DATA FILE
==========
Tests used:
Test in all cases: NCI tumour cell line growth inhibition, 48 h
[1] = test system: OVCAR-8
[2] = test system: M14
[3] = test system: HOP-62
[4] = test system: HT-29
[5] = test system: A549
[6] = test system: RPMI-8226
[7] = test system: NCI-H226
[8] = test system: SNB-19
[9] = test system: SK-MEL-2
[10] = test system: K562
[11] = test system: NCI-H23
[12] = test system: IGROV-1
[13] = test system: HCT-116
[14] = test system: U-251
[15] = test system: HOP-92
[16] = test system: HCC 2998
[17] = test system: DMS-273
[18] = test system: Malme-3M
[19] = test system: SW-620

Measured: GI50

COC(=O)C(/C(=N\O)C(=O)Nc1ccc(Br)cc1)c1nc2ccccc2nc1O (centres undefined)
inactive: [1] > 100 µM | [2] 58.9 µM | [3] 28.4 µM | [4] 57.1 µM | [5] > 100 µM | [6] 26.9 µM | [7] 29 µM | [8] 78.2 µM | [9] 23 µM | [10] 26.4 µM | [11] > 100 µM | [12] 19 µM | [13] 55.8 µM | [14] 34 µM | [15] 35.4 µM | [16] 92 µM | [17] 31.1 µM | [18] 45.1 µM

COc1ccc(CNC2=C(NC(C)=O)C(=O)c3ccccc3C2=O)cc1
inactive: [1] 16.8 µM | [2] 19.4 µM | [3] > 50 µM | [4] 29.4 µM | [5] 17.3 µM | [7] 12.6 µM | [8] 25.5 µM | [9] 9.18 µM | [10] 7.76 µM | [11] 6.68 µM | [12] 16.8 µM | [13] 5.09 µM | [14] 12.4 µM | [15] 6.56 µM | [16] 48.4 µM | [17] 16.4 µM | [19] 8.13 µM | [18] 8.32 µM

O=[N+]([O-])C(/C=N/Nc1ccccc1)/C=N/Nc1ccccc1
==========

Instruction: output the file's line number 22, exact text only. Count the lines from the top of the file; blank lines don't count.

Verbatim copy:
Measured: GI50